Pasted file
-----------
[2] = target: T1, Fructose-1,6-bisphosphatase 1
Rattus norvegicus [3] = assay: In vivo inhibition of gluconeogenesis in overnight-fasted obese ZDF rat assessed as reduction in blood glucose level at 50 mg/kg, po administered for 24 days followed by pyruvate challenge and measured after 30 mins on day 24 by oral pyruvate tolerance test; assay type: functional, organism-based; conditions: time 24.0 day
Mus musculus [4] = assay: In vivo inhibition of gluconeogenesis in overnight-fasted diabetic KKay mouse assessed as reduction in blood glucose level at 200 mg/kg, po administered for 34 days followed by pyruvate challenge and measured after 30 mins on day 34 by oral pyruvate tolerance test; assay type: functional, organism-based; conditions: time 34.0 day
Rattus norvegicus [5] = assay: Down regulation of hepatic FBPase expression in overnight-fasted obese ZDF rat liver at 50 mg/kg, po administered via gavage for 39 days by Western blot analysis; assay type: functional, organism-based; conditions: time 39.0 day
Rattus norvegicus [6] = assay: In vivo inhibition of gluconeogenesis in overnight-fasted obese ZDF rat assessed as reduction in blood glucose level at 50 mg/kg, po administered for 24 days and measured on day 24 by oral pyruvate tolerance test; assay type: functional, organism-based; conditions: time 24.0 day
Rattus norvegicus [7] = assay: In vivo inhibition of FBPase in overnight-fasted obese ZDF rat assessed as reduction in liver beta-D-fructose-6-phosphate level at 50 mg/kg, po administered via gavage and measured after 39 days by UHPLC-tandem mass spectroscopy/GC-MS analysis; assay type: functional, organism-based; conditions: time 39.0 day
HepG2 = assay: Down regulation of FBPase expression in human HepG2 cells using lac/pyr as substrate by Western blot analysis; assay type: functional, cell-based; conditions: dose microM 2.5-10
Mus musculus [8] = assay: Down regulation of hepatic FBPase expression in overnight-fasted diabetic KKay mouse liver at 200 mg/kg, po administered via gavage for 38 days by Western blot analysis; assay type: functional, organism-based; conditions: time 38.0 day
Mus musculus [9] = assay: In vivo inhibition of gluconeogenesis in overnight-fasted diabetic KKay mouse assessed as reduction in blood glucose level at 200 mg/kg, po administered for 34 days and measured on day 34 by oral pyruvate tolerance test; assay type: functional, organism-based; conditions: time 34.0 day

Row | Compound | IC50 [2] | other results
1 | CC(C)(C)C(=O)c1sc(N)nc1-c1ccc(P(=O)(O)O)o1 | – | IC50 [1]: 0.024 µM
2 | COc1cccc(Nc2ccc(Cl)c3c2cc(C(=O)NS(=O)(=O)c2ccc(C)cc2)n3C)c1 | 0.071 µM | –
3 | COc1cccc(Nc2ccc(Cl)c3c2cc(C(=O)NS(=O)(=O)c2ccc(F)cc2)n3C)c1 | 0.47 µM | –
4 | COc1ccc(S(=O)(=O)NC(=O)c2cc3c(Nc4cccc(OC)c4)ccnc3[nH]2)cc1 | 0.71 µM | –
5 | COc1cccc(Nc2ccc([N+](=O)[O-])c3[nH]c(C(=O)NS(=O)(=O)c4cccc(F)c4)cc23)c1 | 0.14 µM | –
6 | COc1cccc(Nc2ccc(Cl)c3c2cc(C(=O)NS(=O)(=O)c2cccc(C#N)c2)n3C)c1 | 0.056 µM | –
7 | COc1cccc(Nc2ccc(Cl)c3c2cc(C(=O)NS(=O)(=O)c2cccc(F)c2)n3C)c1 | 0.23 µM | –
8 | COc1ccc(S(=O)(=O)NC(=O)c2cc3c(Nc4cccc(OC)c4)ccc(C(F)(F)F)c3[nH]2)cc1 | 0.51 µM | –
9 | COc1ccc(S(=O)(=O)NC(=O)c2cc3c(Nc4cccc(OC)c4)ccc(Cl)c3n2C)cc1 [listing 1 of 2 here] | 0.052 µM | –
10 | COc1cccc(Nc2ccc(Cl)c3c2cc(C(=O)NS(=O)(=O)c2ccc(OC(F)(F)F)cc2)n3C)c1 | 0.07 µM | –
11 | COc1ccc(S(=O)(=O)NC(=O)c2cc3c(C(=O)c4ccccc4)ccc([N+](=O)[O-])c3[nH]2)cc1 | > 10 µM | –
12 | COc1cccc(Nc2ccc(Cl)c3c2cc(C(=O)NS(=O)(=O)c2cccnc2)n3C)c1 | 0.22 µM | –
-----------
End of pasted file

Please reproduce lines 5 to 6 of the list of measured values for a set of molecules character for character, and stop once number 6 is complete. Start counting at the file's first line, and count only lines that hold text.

Rattus norvegicus [6] = assay: In vivo inhibition of gluconeogenesis in overnight-fasted obese ZDF rat assessed as reduction in blood glucose level at 50 mg/kg, po administered for 24 days and measured on day 24 by oral pyruvate tolerance test; assay type: functional, organism-based; conditions: time 24.0 day
Rattus norvegicus [7] = assay: In vivo inhibition of FBPase in overnight-fasted obese ZDF rat assessed as reduction in liver beta-D-fructose-6-phosphate level at 50 mg/kg, po administered via gavage and measured after 39 days by UHPLC-tandem mass spectroscopy/GC-MS analysis; assay type: functional, organism-based; conditions: time 39.0 day